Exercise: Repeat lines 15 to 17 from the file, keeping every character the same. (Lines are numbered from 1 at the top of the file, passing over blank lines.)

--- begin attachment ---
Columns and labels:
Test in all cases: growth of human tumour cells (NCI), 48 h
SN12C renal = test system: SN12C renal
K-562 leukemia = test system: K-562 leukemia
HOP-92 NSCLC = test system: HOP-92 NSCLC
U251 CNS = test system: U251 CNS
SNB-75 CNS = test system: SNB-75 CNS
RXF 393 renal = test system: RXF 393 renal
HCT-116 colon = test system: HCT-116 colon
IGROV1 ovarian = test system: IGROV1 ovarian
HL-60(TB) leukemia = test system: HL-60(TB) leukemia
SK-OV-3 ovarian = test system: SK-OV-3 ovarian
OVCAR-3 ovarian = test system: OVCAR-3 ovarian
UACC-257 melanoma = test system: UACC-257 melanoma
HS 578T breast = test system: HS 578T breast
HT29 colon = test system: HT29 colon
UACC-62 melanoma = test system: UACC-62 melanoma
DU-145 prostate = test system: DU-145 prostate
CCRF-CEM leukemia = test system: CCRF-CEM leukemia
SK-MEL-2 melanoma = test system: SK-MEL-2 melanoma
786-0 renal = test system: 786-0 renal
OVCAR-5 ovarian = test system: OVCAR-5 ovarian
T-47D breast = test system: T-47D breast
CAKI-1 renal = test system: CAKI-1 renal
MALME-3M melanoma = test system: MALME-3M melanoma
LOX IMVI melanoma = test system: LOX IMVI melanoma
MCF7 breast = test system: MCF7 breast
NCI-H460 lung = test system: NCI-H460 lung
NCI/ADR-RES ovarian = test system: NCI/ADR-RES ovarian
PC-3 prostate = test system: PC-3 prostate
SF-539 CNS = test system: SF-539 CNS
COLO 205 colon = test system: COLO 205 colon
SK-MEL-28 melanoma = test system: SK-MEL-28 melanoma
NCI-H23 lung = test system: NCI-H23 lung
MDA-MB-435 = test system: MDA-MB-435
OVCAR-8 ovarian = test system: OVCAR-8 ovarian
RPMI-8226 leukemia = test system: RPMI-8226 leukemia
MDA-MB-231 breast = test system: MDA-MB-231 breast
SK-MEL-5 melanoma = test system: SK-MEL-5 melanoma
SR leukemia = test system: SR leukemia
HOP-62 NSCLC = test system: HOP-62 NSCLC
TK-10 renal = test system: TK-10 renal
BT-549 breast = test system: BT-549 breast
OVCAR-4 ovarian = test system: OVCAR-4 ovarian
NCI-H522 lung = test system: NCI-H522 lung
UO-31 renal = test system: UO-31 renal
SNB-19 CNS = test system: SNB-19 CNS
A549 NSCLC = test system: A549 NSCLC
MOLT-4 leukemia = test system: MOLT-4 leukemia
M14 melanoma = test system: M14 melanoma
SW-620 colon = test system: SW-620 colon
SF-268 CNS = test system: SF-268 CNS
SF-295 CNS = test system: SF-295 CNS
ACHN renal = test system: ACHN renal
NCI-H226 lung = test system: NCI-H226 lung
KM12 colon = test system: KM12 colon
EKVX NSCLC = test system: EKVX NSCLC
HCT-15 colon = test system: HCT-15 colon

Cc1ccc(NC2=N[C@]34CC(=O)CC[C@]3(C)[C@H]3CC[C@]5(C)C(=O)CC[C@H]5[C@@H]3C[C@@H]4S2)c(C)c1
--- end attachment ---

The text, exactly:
HS 578T breast = test system: HS 578T breast
HT29 colon = test system: HT29 colon
UACC-62 melanoma = test system: UACC-62 melanoma